There’s been a lot of debates regarding food expiration dates, with some people strictly abiding by the date printed on the packaging while others insisting that this date is flexible. Often, consumers incorrectly assume that the date on food labels indicate food safety, and that ingesting something that has “expired” can lead to food poisoning and other illnesses.
Here’s what you might not have known about food expiration dates:
- Understand labels.
The “Sell Before” date is intended for the retailer to know until when the product should be on display. In other words, the product should ideally be sold before the date printed.
The “Use Before” date is decided by the manufacturer and indicates the peak quality of the product.
The “Best Before” date is not the date at which the food product should be thrown out, rather, it is a recommendation for the product’s best quality or taste.
The “Expiration” Date, on the other hand, is a clear indication of the last date that a food product should be consumed.
- There are still some foods to watch out for.
Most meats, shellfish, and fresh fish have shorter “shelf” life than other food items, so it’s best to avoid eating these items after their “Best Before” date has passed. Dairy, too, has a short shelf life, and should be taken off of grocery shelves on the date of expiry printed on the packaging. On the other hand, food products that don’t require being kept in refrigerators might not necessarily cause illnesses if consumed after their “Use Before” printed dates.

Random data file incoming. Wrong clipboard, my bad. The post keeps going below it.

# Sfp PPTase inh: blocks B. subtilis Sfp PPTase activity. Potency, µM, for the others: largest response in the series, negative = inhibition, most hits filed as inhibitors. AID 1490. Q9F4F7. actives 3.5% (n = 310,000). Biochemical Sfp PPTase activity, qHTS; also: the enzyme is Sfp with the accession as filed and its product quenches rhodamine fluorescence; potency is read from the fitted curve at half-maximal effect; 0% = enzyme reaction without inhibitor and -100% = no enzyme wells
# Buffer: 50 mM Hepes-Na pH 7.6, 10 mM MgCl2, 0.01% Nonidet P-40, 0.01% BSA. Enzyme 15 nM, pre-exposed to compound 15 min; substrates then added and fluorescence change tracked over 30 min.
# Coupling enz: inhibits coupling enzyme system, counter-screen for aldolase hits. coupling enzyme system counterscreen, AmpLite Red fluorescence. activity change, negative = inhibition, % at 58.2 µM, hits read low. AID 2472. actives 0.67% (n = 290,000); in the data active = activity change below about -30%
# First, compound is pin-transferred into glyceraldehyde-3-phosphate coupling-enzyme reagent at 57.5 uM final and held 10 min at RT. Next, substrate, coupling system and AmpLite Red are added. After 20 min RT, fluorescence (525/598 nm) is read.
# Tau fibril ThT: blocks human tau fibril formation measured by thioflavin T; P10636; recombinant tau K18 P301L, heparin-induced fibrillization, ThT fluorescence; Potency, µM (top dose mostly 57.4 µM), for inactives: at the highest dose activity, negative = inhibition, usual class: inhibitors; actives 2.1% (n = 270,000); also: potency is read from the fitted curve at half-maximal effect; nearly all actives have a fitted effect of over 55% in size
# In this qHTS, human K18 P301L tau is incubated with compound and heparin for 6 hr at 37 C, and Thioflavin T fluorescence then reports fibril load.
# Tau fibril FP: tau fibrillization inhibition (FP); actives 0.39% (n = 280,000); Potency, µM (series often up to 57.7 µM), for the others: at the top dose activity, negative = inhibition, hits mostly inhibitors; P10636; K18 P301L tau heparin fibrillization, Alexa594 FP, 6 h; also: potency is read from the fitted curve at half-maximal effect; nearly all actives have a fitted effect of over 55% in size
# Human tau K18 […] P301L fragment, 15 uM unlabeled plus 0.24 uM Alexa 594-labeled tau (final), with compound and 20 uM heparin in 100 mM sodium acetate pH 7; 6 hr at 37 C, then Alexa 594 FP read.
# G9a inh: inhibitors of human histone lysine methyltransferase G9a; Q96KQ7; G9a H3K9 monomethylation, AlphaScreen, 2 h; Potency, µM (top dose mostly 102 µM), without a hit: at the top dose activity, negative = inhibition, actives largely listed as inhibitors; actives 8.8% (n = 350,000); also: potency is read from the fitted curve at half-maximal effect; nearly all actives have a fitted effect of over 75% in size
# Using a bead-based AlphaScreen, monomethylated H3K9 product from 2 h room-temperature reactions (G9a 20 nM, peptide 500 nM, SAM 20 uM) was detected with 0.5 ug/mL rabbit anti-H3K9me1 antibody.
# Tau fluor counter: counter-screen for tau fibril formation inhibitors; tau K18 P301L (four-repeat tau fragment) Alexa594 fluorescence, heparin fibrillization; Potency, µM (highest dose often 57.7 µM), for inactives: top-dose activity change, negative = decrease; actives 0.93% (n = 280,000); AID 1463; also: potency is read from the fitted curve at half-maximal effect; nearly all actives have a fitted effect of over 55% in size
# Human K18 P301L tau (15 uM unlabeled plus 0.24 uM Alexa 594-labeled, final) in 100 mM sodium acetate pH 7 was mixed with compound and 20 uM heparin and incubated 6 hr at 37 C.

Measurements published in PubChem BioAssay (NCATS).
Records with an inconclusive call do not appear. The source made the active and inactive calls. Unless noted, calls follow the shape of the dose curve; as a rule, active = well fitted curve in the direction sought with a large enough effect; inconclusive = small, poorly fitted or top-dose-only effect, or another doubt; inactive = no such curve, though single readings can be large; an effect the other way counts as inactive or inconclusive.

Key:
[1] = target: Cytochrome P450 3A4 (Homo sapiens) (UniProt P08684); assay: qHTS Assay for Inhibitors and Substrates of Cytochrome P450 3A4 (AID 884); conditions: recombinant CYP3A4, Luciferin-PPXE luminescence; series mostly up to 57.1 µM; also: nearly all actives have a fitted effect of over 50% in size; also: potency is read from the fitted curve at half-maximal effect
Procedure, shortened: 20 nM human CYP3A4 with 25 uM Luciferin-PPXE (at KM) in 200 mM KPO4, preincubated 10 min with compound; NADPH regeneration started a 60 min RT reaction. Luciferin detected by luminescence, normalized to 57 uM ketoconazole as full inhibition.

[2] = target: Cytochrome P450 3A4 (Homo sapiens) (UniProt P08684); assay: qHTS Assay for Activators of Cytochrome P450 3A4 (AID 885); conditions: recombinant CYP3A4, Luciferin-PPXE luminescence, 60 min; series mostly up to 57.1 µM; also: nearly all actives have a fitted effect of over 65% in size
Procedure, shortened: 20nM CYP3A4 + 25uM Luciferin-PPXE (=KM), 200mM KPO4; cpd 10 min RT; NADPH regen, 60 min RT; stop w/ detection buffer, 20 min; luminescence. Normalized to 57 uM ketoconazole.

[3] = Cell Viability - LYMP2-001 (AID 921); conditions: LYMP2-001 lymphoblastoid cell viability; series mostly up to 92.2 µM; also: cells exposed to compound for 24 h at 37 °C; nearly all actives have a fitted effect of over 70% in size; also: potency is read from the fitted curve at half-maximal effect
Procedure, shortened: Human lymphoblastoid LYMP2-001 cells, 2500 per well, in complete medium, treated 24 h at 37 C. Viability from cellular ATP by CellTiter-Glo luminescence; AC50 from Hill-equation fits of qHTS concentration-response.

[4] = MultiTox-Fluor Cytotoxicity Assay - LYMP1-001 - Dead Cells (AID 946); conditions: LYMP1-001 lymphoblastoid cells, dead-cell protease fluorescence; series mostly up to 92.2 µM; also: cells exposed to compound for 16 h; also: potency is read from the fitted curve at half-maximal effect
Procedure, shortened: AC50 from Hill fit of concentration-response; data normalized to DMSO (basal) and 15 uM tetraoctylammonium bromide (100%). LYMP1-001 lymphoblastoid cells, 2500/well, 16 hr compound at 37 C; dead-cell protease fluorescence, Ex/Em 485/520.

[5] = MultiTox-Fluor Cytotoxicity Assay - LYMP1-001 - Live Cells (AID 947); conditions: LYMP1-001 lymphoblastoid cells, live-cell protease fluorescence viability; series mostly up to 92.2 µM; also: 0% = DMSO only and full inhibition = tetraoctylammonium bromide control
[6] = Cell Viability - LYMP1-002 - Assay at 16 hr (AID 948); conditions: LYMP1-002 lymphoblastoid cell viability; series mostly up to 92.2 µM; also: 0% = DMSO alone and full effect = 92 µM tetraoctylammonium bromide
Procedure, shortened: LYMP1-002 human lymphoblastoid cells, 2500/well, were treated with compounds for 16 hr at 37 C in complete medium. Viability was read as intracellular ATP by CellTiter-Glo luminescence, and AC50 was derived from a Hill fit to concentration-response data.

- The “Best Before” date is only applicable to unopened packages.
Regardless if the “Best Before” date on the food package shows a date that’s over a month away, if you open the food package today, that date is no longer valid. This is because food has a higher chance of contamination once the packaging is opened, hence, the “Best Before” date is only really used to gauge product freshness while the food item is still at the grocery store.
- You can still consume food past the best before date.
As mentioned earlier, the “Best Before” date is only a recommendation for the food product’s best quality, so you still can consume them even past the “Best Before” date, just that the quality might not be the best by then. Yogurt and milk, for example, can be consumed safely for up to a week after the listed “Best Before” date. The key here is to use your common sense to avoid food items that have doubtful quality.
- Expiry dates are only required on infant formula and baby foods.
The federal government really only necessitates expiration dates on infant formula and baby food. For these items, you really have to use them up before the expiry date printed on them.
Incorrectly understanding food dates on labels contributes wasted food every year – in the range of millions of kilograms, at that. Educating ourselves about these expiry dates and similar other labels can help greatly in minimizing the amount of supposedly usable food items that we throw out.